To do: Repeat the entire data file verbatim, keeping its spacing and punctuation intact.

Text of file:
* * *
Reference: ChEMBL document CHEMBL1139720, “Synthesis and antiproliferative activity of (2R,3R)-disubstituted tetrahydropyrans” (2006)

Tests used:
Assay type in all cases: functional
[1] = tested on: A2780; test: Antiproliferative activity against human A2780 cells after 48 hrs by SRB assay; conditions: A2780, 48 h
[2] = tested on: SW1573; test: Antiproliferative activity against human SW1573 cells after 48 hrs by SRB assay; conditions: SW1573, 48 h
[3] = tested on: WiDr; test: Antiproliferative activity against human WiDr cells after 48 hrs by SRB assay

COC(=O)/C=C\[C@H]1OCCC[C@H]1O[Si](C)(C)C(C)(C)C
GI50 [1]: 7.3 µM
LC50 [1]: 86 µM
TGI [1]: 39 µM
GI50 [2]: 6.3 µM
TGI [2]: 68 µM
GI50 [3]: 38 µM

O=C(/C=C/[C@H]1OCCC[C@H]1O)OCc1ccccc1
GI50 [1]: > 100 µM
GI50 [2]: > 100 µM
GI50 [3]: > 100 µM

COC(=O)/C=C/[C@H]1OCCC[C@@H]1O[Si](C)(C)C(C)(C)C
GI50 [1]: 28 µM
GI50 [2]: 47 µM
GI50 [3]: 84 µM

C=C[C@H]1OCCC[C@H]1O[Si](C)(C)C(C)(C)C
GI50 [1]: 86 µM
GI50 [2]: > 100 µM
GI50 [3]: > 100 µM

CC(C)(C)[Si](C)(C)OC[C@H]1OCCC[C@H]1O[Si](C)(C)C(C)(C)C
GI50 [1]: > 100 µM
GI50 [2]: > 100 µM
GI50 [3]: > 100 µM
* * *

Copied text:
Reference: ChEMBL document CHEMBL1139720, “Synthesis and antiproliferative activity of (2R,3R)-disubstituted tetrahydropyrans” (2006)

Tests used:
Assay type in all cases: functional
[1] = tested on: A2780; test: Antiproliferative activity against human A2780 cells after 48 hrs by SRB assay; conditions: A2780, 48 h
[2] = tested on: SW1573; test: Antiproliferative activity against human SW1573 cells after 48 hrs by SRB assay; conditions: SW1573, 48 h
[3] = tested on: WiDr; test: Antiproliferative activity against human WiDr cells after 48 hrs by SRB assay

COC(=O)/C=C\[C@H]1OCCC[C@H]1O[Si](C)(C)C(C)(C)C
GI50 [1]: 7.3 µM
LC50 [1]: 86 µM
TGI [1]: 39 µM
GI50 [2]: 6.3 µM
TGI [2]: 68 µM
GI50 [3]: 38 µM

O=C(/C=C/[C@H]1OCCC[C@H]1O)OCc1ccccc1
GI50 [1]: > 100 µM
GI50 [2]: > 100 µM
GI50 [3]: > 100 µM

COC(=O)/C=C/[C@H]1OCCC[C@@H]1O[Si](C)(C)C(C)(C)C
GI50 [1]: 28 µM
GI50 [2]: 47 µM
GI50 [3]: 84 µM

C=C[C@H]1OCCC[C@H]1O[Si](C)(C)C(C)(C)C
GI50 [1]: 86 µM
GI50 [2]: > 100 µM
GI50 [3]: > 100 µM

CC(C)(C)[Si](C)(C)OC[C@H]1OCCC[C@H]1O[Si](C)(C)C(C)(C)C
GI50 [1]: > 100 µM
GI50 [2]: > 100 µM
GI50 [3]: > 100 µM